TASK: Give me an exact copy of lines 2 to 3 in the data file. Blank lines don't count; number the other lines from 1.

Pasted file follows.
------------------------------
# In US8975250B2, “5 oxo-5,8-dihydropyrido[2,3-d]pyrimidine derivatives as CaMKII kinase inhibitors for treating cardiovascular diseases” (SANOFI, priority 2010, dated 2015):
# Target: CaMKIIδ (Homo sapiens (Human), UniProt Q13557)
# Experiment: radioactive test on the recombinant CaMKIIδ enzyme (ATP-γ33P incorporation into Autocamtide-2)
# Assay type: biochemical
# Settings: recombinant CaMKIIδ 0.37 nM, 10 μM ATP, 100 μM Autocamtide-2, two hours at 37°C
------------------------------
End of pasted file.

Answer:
# Target: CaMKIIδ (Homo sapiens (Human), UniProt Q13557)
# Experiment: radioactive test on the recombinant CaMKIIδ enzyme (ATP-γ33P incorporation into Autocamtide-2)